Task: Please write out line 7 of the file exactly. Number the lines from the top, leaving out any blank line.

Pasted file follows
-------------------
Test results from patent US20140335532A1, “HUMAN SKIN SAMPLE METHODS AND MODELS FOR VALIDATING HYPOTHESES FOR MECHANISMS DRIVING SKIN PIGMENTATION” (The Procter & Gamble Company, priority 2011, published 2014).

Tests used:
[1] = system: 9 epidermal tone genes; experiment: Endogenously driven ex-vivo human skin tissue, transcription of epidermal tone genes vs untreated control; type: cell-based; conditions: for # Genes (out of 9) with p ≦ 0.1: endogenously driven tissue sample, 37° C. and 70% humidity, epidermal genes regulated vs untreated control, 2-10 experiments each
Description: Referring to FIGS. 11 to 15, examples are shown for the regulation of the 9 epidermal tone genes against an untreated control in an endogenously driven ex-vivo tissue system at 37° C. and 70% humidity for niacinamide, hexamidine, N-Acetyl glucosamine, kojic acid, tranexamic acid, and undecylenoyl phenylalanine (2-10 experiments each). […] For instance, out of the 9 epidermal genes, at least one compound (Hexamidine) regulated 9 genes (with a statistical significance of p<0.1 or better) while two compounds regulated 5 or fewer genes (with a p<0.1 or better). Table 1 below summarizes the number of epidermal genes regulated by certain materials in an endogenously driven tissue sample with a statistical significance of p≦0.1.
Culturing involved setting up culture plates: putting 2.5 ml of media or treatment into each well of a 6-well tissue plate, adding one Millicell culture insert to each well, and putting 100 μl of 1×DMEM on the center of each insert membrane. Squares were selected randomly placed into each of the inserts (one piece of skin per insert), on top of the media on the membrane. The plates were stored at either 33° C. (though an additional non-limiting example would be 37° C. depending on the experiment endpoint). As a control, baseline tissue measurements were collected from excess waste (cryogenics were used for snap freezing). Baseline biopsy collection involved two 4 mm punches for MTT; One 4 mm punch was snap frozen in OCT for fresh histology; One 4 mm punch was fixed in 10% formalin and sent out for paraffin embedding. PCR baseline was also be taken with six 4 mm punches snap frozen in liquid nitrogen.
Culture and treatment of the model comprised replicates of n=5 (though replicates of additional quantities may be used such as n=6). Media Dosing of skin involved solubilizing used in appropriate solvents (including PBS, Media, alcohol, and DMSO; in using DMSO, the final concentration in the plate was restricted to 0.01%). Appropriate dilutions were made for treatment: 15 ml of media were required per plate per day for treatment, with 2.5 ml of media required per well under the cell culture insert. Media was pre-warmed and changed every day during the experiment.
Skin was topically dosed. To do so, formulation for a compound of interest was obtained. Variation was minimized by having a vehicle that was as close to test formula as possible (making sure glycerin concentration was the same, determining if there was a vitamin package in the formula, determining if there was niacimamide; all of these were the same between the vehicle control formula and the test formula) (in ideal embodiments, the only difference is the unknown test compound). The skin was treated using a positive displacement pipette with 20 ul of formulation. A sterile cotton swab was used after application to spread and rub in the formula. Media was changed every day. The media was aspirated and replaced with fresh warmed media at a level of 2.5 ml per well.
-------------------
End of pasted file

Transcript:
Skin was topically dosed. To do so, formulation for a compound of interest was obtained. Variation was minimized by having a vehicle that was as close to test formula as possible (making sure glycerin concentration was the same, determining if there was a vitamin package in the formula, determining if there was niacimamide; all of these were the same between the vehicle control formula and the test formula) (in ideal embodiments, the only difference is the unknown test compound). The skin was treated using a positive displacement pipette with 20 ul of formulation. A sterile cotton swab was used after application to spread and rub in the formula. Media was changed every day. The media was aspirated and replaced with fresh warmed media at a level of 2.5 ml per well.